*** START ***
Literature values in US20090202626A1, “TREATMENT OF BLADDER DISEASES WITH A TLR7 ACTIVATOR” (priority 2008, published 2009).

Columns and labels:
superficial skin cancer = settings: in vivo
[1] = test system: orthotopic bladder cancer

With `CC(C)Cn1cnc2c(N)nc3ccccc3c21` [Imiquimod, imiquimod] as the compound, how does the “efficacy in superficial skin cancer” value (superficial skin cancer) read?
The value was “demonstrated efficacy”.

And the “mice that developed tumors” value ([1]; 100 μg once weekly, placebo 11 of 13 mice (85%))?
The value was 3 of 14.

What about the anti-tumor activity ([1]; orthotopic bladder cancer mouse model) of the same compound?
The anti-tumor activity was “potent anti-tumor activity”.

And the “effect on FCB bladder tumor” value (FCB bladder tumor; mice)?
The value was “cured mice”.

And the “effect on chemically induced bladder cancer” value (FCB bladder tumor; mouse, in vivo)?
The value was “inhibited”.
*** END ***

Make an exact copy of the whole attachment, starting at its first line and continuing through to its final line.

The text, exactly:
Literature values in US20090202626A1, “TREATMENT OF BLADDER DISEASES WITH A TLR7 ACTIVATOR” (priority 2008, published 2009).

Columns and labels:
superficial skin cancer = settings: in vivo
[1] = test system: orthotopic bladder cancer

With `CC(C)Cn1cnc2c(N)nc3ccccc3c21` [Imiquimod, imiquimod] as the compound, how does the “efficacy in superficial skin cancer” value (superficial skin cancer) read?
The value was “demonstrated efficacy”.

And the “mice that developed tumors” value ([1]; 100 μg once weekly, placebo 11 of 13 mice (85%))?
The value was 3 of 14.

What about the anti-tumor activity ([1]; orthotopic bladder cancer mouse model) of the same compound?
The anti-tumor activity was “potent anti-tumor activity”.

And the “effect on FCB bladder tumor” value (FCB bladder tumor; mice)?
The value was “cured mice”.

And the “effect on chemically induced bladder cancer” value (FCB bladder tumor; mouse, in vivo)?
The value was “inhibited”.